Even Tim Graham, director of media analysis at the conservative Media Research Center, concedes that “we all understand that President Trump has a casual approach to factivity.” VOA

 

The Duke Tech & Check Cooperative conducted a focus group test in October, showing viewers portions of State of the Union speeches by Trump and predecessor Barack Obama with fact checks inserted. It was a big hit, Adair said.

“People really want onscreen fact checks,” he said. “There is a strong market for this and I think the TV networks will realize there’s a brand advantage to it.”

Networks mum

If that’s the case, the networks aren’t letting on. None of the broadcast or cable news divisions would discuss Duke’s product when contacted by The Associated Press, or their own philosophies on fact checking.

Network executives are likely to tread very carefully, both because of technical concerns about how it would work, the risk of getting something wrong or the suspicion that some viewers might consider the messages a political attack.

“It’s an incredibly difficult challenge,” said Mark Lukasiewicz, longtime NBC News executive who recently became dean of Hofstra University’s communications school.

Adair said the system will be automated. Mindful that many politicians repeat similar claims, the database will be triggered when code phrases that have been fact-checked before come up. An onscreen note would either explain that a claim is false or misleading and direct viewers to a website where they can find more information, or provide a succinct explanation of why it is being challenged. He envisions an average of one fact check popping up every two minutes. A network using the service would likely air the speech or debate on a delayed basis of about a minute.

Donald Trump, democrats, government,, pakistan
U.S. President Donald Trump. VOA

Lukasiewicz said network executives would likely be wary of letting an outside vendor decide what goes on their screen. Adair said anyone who uses the system would be given veto power over what information is being displayed.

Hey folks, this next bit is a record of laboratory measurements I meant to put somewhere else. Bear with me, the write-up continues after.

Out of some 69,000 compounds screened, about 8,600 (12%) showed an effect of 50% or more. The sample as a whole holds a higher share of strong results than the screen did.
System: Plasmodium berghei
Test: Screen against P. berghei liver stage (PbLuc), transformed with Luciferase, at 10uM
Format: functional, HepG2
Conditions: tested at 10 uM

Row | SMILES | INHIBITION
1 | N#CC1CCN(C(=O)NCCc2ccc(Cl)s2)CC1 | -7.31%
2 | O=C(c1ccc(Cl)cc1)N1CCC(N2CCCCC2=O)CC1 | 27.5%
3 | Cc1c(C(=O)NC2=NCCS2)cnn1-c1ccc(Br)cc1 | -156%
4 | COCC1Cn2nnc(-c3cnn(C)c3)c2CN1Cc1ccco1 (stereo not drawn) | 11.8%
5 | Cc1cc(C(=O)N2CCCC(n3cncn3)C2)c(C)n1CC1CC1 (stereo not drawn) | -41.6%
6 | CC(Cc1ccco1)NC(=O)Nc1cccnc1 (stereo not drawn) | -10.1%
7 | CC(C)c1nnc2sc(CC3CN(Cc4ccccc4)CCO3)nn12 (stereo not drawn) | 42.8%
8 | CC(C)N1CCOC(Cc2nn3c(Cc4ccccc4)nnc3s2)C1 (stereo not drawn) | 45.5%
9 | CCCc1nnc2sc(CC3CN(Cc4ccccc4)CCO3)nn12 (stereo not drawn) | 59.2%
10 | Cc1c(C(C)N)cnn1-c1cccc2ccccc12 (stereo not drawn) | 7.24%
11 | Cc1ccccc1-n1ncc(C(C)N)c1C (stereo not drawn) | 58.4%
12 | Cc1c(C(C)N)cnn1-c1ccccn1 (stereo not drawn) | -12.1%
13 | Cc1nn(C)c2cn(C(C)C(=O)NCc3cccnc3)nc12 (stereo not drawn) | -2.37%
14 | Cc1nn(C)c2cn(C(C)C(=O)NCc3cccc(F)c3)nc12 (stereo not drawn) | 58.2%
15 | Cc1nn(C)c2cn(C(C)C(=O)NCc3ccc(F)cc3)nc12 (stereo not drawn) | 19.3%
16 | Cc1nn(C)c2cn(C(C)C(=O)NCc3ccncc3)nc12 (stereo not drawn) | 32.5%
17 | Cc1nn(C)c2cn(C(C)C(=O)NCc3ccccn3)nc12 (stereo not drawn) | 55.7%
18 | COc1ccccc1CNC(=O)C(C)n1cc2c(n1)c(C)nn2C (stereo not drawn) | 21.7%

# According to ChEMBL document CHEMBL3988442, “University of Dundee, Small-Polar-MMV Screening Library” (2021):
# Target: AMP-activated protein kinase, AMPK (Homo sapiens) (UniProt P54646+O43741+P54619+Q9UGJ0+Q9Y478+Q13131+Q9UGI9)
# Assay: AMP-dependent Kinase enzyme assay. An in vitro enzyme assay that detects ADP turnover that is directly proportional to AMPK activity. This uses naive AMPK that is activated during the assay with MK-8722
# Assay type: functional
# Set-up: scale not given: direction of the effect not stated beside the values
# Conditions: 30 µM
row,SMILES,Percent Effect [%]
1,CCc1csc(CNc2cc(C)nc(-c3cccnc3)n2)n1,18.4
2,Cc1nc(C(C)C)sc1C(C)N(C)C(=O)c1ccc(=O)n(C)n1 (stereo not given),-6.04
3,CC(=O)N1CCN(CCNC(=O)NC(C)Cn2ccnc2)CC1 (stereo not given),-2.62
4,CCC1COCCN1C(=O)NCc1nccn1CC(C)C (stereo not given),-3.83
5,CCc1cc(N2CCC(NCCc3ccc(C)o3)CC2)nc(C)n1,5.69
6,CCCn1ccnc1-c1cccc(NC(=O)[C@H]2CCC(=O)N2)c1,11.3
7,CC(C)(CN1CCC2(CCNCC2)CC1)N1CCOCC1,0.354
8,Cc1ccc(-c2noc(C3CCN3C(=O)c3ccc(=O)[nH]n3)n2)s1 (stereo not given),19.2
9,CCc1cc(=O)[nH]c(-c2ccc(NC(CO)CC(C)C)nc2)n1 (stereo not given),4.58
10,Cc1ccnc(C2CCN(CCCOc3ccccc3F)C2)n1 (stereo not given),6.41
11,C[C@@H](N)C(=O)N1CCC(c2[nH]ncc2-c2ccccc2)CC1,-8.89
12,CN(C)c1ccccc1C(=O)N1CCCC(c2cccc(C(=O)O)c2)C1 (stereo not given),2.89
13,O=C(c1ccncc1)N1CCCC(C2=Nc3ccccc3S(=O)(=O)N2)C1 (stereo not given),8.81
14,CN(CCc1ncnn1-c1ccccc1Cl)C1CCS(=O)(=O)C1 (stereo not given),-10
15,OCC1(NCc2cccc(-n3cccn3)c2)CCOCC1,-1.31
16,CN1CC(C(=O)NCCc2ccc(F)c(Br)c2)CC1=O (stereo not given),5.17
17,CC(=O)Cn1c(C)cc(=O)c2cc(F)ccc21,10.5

CNN and MSNBC have been most aggressive in using onscreen notes, called chyrons, to counter misleading statements by Trump, although neither did during the border speech. Among the post-speech analyses, Shepard Smith’s rapid-fire reality check on Fox broadcast during the three-minute pause before Democrats spoke was particularly effective. But critics like the liberal watchdog Media Matters for America said anyone who turned the coverage off when Trump stopped speaking was exposed to no questioning of his words.

Complicated, cumbersome

“There is a responsibility to not just be a blind portal and just let things go unchallenged,” said David Bohrman, a former CNN Washington bureau chief who consulted on MSNBC’s 2016 election coverage. “The goal is a good one. The execution is a challenge.”

A technical junkie, Bohrman said he explored different approaches for real-time TV fact-checking while at CNN, but they ultimately proved too complicated and cumbersome.

US Senate
Network executives are likely to tread very carefully, both because of technical concerns about how it would work,. Wikimedia Commons

For networks, an incorrect onscreen fact-check would be a public relations disaster. Politicians also make many statements that a critic might question but isn’t necessarily factually incorrect. For example, Trump’s contention that there is a “crisis” at the southern border: Is that a fact or matter of interpretation?

Rest assured, people will be watching. Very carefully.

Even Tim Graham, director of media analysis at the conservative Media Research Center, concedes that “we all understand that President Trump has a casual approach to factivity.”

But conservatives are deeply suspicious that Trump’s words are being watched more carefully than those of Democrats. They will notice and take offense if Trump is corrected on the air much more than his rivals, he said, no matter if Trump actually makes more false or misleading statements.

Also Read: Technology Makes Home Items Smarter But Creepier

“People aren’t going to trust you,” he said, “because they know what the objective is. The objective is to ruin the president.”

Adair stressed that his product is nonpartisan. He believes television networks will catch on at some point because they will realize that their viewers want quick fact-checking.

“Anyone who criticizes will get criticized for criticizing,” Bohrman said. “But the reality is we may be able to help the viewers.” (VOA)